TORONTO — The Toronto stock market tumbled more than 100 points Thursday as energy stocks sold off and crude prices plunged to multi-year lows — below US$70 a barrel — after the OPEC cartel decided not to cut oil production.The S&P/TSX composite index dropped 115.97 points to 14,922.44. Trading volumes were lower than usual with American markets closed for the U.S. Thanksgiving holiday.The energy sector lost seven per cent while the January crude contract was down $4.64 to a 4 1/2 year low of US$69.05 a barrel in electronic trading on the New York Mercantile Exchange late in the afternoon. Major decliners included Pengrowth Energy (TSX:PGF) and Precision Drilling (TSX:PD) , both down almost 13 per cent.There had been hopes that OPEC oil ministers meeting in Vienna would cut production in order to put a floor under prices that have fallen about 30 per cent since mid-summer, when they were elevated by geopolitical worries. Prices have steadily fallen since then because of a strengthening greenback, lower demand prospects and, mainly, a glut of oil.But OPEC will keep its production unchanged at 30 million barrels a day and that means bad news for the TSX energy sector, now down about 14 per cent year to date.“In the short term, it’s so challenging,” said Norman Raschkowan, senior partner at Sage Road Advisers, who said he believes some of the smaller players are particularly exposed.“We will get to a spot where (dividend cuts) start to happen and especially with some of the smaller and more speculative names whose share prices were being supported almost exclusively by their dividends. Their distribution probably exceeds their cash flow and they have to think about cutting — and if they don’t think about it, their bankers will.”Lower oil prices are starting to bite into Canadian provincial finances. The Alberta government now expects a barrel of oil to trade at an average of US$75 a barrel for the rest of the fiscal year ending next March. The energy sector generally accounts for about 25 per cent of the province’s total revenue. Tumbling oil prices pushed the Canadian dollar down 0.75 of a cent to 88.25 cents US.Gold prices also headed lower with February bullion off $7.10 to US$1,190.40 an ounce, pushing the gold sector down about one per cent.March copper was unchanged at US$2.95 a pound and the mining sector ticked 0.8 per cent lower. In the corporate front, Rio Tinto said Thursday that it has approved a plan to spend US$350 million over four years to expand its Diavik diamond mine in Canada. Rio Tinto holds a 60 per cent stake in the Diavik joint venture, while Dominion Diamond Corp. (TSX:DDC) holds the remaining 40 per cent. Dominion Diamond gained 39 cents to $18.65.Other sectors lending support to the TSX included industrials and financials, both ahead 0.5 cent.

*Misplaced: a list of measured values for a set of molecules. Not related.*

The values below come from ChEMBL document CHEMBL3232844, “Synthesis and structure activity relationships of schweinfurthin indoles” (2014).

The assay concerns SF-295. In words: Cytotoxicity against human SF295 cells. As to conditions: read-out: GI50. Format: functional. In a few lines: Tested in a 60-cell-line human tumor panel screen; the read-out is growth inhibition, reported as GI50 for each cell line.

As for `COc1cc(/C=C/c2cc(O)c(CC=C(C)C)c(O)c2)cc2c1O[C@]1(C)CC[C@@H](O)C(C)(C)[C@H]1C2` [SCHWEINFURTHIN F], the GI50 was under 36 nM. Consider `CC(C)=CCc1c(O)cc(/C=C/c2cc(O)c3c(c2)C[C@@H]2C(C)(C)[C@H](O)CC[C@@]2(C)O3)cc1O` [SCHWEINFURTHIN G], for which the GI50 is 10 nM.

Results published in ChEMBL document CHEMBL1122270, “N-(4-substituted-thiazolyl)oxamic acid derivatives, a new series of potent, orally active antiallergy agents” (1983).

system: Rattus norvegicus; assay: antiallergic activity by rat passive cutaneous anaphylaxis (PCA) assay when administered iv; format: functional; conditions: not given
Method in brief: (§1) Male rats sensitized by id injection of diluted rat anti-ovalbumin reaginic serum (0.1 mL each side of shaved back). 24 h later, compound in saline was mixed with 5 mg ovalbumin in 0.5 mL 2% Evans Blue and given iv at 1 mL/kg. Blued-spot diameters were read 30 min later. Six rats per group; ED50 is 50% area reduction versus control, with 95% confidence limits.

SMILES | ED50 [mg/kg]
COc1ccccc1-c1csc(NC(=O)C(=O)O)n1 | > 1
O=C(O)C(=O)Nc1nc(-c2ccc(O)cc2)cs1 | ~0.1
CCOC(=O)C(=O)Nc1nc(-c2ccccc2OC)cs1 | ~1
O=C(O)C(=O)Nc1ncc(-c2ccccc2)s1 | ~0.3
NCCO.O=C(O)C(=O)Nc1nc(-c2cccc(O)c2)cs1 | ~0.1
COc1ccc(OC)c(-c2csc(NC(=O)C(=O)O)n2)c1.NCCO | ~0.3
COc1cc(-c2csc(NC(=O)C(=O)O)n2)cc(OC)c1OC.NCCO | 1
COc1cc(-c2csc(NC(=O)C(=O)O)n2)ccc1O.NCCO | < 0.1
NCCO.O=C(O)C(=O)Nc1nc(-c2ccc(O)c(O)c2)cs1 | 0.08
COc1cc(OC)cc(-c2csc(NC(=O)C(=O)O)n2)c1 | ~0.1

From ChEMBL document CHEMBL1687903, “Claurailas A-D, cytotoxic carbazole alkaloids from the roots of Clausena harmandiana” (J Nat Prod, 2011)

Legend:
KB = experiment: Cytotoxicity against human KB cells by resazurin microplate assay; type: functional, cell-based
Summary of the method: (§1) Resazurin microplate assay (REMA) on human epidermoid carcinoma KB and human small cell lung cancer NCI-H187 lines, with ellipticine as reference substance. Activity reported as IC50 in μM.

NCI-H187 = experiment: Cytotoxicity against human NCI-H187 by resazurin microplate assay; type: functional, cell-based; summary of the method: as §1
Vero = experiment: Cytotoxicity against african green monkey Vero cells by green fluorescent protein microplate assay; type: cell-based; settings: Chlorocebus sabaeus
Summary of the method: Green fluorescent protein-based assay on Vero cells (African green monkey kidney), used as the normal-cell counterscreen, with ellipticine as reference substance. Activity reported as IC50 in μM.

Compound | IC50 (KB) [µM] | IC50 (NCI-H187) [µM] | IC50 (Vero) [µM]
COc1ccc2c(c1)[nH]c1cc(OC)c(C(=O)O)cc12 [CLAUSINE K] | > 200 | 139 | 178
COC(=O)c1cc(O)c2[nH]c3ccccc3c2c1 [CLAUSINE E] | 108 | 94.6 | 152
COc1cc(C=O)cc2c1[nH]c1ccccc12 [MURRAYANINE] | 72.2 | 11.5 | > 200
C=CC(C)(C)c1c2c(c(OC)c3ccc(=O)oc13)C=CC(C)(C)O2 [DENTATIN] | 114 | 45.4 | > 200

They are stories often told — of seniors who have fallen while completing seemingly simple tasks around the house.It’s not uncommon for those falls to be attributed to age without a second thought of why they actually occurred.As people age, anxiety and a fear of falling influences the way they move their bodies. If they stiffen up or have poor posture, it may increase their likelihood of falling during voluntary movements.This is the focus of research conducted by Angel Phanthanourak, a Master of Science in Applied Health Sciences student and NSERC (Natural Sciences and Engineering Research Council of Canada) Science, Action! competition candidate.“I became interested in the topic of anticipatory postural adjustments after I learned that adjustments we make to our posture to prevent a loss of balance become less efficient with aging,” Phanthanourak said.“The reductions in these protective adjustments may in part be a result of elevated anxiety and fear related to their balance — feelings prevalent in frail, older adults.”By observing her grandparents, Phanthanourak has witnessed firsthand how debilitating these elevated levels of anxiety and their consequences can be.The frailer her grandparents became the less willing they were to engage in social gatherings, she explained. They were nervous to complete everyday activities from a fear of falling.It is this avoidance of activities that has left her grandmother in a more fragile state than ever before and at risk of experiencing a fall.Inspired by her grandmother and the challenges she has encountered, Phanthanourak created a 60-second video on her research and submitted it to NSERC’s Science, Action! nationwide competition.Her entry, along with three others submitted by Brock students, made it into the Top 40 and is in the race to make the finals.The 25 videos with the most views on YouTube between Feb. 1 and Feb. 28 will proceed to the final round, where a panel of judges will select the winners.Phanthanourak has received scholarships throughout her academic career, which has allowed her to focus on learning and contributing to research, rather than concentrating only on her finances. “Winning the Science, Action! competition would further reduce the financial burdens associated with continuing graduate studies, allowing me to continue contributing to research in a productive manner,” she said.Throughout Phanthanourak’s undergraduate and graduate studies, Associate Professor Craig Tokuno has played an important role in developing her love of research.As her thesis supervisor, Tokuno has worked with Phanthanourak closely and recognizes the importance of her research on a larger scale. “Over the years, I have been extremely fortunate to have supervised many motivated and independent students, but Angel’s research abilities and enthusiasm toward research are unparalleled,” Tokuno said.The results of her research will “give us a better understanding of how and why an individual’s ability to maintain body stability changes or deteriorates with age,” he said.“Long term, the results of Angel’s studies may lead to new rehabilitation or balance training strategies for clinicians such as physical therapists, kinesiologists and neurologists.”To watch Phanthanourak’s video and support her in the NSERC’s Science, Action! competition, watch Fear of Falls below. The 15 competition finalists will be announced no later than April 5.Editor’s Note: This is the first in a series of four stories profiling the four Brock University students in the running to win the NSERC (Natural Sciences and Engineering Research Council of Canada) Science, Action! competition. All four videos are available for viewing on a recent article published in The Brock News.